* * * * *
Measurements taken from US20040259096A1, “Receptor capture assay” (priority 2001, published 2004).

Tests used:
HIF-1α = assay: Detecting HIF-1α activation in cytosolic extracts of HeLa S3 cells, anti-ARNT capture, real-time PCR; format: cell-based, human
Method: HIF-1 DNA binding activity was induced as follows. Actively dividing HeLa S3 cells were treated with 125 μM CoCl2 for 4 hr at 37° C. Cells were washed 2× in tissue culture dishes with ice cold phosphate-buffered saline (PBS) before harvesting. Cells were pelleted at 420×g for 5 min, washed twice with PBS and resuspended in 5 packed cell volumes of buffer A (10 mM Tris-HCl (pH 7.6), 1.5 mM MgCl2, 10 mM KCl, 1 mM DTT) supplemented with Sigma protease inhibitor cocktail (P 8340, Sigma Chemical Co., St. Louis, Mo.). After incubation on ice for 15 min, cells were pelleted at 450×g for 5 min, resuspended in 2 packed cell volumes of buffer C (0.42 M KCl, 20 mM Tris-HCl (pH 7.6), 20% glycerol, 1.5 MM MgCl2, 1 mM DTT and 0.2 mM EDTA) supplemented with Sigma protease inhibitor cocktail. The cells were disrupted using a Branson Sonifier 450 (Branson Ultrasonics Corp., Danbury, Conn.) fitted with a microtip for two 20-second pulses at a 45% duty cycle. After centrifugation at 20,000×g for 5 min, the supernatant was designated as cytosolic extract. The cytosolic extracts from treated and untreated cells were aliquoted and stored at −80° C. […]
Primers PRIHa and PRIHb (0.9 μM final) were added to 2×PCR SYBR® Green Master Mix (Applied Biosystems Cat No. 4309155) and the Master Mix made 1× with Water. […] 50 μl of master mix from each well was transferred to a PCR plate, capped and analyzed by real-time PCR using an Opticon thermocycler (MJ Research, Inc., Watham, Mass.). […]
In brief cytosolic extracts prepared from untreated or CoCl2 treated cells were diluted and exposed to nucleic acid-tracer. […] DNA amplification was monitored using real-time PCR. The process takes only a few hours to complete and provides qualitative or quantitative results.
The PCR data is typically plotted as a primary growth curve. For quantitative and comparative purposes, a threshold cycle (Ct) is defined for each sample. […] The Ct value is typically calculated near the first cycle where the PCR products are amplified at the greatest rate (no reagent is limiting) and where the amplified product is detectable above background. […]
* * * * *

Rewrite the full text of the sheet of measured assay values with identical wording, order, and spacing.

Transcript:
Measurements taken from US20040259096A1, “Receptor capture assay” (priority 2001, published 2004).

Tests used:
HIF-1α = assay: Detecting HIF-1α activation in cytosolic extracts of HeLa S3 cells, anti-ARNT capture, real-time PCR; format: cell-based, human
Method: HIF-1 DNA binding activity was induced as follows. Actively dividing HeLa S3 cells were treated with 125 μM CoCl2 for 4 hr at 37° C. Cells were washed 2× in tissue culture dishes with ice cold phosphate-buffered saline (PBS) before harvesting. Cells were pelleted at 420×g for 5 min, washed twice with PBS and resuspended in 5 packed cell volumes of buffer A (10 mM Tris-HCl (pH 7.6), 1.5 mM MgCl2, 10 mM KCl, 1 mM DTT) supplemented with Sigma protease inhibitor cocktail (P 8340, Sigma Chemical Co., St. Louis, Mo.). After incubation on ice for 15 min, cells were pelleted at 450×g for 5 min, resuspended in 2 packed cell volumes of buffer C (0.42 M KCl, 20 mM Tris-HCl (pH 7.6), 20% glycerol, 1.5 MM MgCl2, 1 mM DTT and 0.2 mM EDTA) supplemented with Sigma protease inhibitor cocktail. The cells were disrupted using a Branson Sonifier 450 (Branson Ultrasonics Corp., Danbury, Conn.) fitted with a microtip for two 20-second pulses at a 45% duty cycle. After centrifugation at 20,000×g for 5 min, the supernatant was designated as cytosolic extract. The cytosolic extracts from treated and untreated cells were aliquoted and stored at −80° C. […]
Primers PRIHa and PRIHb (0.9 μM final) were added to 2×PCR SYBR® Green Master Mix (Applied Biosystems Cat No. 4309155) and the Master Mix made 1× with Water. […] 50 μl of master mix from each well was transferred to a PCR plate, capped and analyzed by real-time PCR using an Opticon thermocycler (MJ Research, Inc., Watham, Mass.). […]
In brief cytosolic extracts prepared from untreated or CoCl2 treated cells were diluted and exposed to nucleic acid-tracer. […] DNA amplification was monitored using real-time PCR. The process takes only a few hours to complete and provides qualitative or quantitative results.
The PCR data is typically plotted as a primary growth curve. For quantitative and comparative purposes, a threshold cycle (Ct) is defined for each sample. […] The Ct value is typically calculated near the first cycle where the PCR products are amplified at the greatest rate (no reagent is limiting) and where the amplified product is detectable above background. […]